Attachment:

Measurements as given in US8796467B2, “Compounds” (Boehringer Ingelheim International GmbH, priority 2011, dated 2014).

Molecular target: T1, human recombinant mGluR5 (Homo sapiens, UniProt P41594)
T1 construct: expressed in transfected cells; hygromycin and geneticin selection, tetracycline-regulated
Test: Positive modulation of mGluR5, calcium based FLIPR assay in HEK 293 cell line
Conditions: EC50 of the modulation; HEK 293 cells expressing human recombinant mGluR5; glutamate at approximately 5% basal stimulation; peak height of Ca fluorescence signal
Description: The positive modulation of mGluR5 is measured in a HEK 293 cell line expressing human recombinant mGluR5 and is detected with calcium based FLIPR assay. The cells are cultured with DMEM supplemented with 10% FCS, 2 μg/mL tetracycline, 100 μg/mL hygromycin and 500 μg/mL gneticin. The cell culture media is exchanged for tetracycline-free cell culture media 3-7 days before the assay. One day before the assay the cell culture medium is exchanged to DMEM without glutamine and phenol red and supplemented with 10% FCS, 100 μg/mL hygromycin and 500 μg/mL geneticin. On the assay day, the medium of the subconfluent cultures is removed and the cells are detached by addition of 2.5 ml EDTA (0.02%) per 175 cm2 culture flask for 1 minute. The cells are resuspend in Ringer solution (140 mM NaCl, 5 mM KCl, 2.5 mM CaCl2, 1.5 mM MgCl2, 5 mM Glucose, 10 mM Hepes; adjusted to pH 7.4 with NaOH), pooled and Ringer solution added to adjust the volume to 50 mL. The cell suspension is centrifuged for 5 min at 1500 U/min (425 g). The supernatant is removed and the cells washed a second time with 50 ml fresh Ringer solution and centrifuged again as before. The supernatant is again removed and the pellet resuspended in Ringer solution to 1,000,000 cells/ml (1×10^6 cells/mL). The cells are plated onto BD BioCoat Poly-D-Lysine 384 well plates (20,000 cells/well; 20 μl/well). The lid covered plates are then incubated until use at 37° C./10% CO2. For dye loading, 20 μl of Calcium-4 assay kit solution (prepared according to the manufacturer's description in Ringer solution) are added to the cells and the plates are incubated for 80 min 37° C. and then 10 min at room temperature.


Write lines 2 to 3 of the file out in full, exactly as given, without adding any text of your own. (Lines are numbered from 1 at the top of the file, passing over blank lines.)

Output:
Molecular target: T1, human recombinant mGluR5 (Homo sapiens, UniProt P41594)
T1 construct: expressed in transfected cells; hygromycin and geneticin selection, tetracycline-regulated